— Says it makes child education attractive, desirable
Ambassador Babatunde Olanrewaju Ajisomo, Special Representative of the President of the ECOWAS Commission in Liberia, has stressed the need for government to reintroduce the Home-Grown School Feeding Program, which he said has a critical role to play in making education of the child attractive and desirable.
“It is important that government, the World Food Program, and all stakeholders do everything possible to ensure the success of the Home-Grown School Feeding Program, because it strengthens the education capacity of the children through nutrition, and development of children’s mental capacity for learning,” Ajisomo said.
He said it is therefore important that citizens themselves take ownership of the program to drive it successfully, and derive maximum benefits in the overall interest of the country.
Amb. Ajisomo made these remarks on Wednesday, June 12, 2019 at celebrations marking the observance of World Day Against Child Labor held in the courtyard of the Ministry of Labor in Monrovia.
The Global theme for this year’s celebration is “Children Should Not Work in Field, But on Dreams,” while the national theme is, “Prioritize Children Dreams through Quality Education.”
With these themes, Amb. Ajisomo said that one critical area worthy in academic terrain is the need to look inward to sustain this “laudable program by providing school meals and the entire feeding regime must be less dependent on food importation to develop the national economy.”
In addition, he said that the huge foreign exchange that may be used to import food items may well be spent locally to improve the standard of education, quality of life and create employment in Liberia.
Amb. Ajisomo recommitted ECOWAS’ continued support to work closely with the Liberian government partners to ensure the development of the children’s dreams through quality education.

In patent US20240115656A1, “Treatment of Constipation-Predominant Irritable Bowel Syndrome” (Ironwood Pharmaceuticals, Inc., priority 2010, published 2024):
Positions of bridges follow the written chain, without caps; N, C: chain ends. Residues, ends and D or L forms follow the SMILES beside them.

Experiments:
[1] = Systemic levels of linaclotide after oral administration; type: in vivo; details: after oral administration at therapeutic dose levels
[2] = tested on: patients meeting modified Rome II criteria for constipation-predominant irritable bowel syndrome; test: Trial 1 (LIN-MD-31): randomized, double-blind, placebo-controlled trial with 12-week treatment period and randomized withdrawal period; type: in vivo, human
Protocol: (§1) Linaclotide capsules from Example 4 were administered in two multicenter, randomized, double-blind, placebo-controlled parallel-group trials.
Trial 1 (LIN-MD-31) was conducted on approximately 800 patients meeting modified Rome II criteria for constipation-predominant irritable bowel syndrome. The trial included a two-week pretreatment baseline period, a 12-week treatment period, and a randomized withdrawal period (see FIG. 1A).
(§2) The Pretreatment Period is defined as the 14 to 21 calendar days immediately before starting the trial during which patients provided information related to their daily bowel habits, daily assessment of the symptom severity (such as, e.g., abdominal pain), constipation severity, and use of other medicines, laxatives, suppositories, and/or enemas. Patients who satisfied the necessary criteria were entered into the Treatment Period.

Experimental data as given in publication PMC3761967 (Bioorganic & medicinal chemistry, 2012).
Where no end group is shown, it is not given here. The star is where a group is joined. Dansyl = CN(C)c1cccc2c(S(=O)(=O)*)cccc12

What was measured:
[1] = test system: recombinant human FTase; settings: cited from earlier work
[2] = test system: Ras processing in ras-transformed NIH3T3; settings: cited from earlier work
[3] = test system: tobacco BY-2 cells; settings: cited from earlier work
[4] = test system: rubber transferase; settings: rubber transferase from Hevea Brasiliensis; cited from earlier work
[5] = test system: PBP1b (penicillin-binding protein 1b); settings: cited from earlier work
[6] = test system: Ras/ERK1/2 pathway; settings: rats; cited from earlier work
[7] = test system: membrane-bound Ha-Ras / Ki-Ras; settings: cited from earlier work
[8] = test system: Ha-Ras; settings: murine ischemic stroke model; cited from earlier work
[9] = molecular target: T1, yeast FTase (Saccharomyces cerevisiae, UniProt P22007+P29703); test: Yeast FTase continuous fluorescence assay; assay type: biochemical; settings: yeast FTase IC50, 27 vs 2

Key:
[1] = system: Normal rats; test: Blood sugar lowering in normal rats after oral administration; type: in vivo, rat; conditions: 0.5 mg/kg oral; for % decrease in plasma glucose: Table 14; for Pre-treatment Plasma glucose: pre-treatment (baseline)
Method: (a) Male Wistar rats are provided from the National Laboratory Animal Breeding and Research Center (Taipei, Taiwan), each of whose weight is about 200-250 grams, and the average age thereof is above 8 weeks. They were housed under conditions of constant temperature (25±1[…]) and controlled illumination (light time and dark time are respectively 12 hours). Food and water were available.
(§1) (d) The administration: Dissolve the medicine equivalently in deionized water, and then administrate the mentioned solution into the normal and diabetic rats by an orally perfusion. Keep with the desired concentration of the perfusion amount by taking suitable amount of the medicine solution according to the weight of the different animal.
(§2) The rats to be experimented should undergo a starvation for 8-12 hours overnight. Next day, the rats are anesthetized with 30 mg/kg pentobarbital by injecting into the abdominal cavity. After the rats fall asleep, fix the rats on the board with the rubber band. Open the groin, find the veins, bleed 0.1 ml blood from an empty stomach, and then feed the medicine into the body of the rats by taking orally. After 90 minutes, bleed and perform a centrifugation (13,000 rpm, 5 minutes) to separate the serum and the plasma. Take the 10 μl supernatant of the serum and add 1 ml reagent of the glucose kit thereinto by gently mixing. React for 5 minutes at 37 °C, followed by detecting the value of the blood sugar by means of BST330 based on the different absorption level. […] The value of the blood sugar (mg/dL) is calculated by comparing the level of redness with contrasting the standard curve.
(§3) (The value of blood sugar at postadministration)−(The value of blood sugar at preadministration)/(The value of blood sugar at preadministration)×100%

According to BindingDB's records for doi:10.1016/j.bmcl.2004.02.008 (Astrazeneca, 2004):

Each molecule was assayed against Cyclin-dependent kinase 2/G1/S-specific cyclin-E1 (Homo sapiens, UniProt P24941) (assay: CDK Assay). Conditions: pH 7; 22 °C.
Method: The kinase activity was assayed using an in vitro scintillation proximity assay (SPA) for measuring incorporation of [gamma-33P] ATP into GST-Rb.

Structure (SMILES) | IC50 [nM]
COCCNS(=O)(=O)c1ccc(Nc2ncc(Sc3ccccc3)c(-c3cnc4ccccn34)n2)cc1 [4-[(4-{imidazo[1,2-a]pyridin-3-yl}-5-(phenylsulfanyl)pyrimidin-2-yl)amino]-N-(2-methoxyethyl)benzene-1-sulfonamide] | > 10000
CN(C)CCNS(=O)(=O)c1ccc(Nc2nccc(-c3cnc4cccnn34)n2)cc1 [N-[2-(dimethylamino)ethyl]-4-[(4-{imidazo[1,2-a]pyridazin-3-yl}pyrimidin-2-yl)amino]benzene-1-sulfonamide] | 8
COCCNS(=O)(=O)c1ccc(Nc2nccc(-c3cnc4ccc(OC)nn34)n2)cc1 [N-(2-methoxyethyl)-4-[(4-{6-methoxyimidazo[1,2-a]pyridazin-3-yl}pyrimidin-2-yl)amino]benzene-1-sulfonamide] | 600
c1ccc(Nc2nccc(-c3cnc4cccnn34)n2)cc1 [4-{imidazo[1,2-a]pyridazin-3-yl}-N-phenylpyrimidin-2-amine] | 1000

In this connection, he said ECOWAS will gladly place its radio at the disposal of the Ministry of Labor in its campaign to eliminate child labor in all its ramifications, and facilitate the achievement of this year’s theme, “Develop Children’s Dreams through Quality Education.”
Labor Minister Moses Y. Kollie, said President George Weah has given serious attention to demonstrating political will by coordinating governmental support to issues and processes associated with combating child labor in the country.
Ms. Patience Heah, national coordinator of the National Commission on Child Labor, said that as Liberia moves on the path of sustainable development, there is a need to include stakeholders to achieve Alliance 8.7 of the Sustainable Development Goals (SDGs), which calls for states to take immediate, and effective measures to eradicate force labor, end modern slavery, as well as human trafficking by 2030. And also secure the prohibition and elimination of the worst forms of child labor, including recruitment and use of child soldiers, and by 2025, end child labor in all its forms.
Ms. Heah said that Liberia has accentuated her efforts in addressing child labor issues by the formulation of several policies and national framework documents, which call for coordination to meet its goals.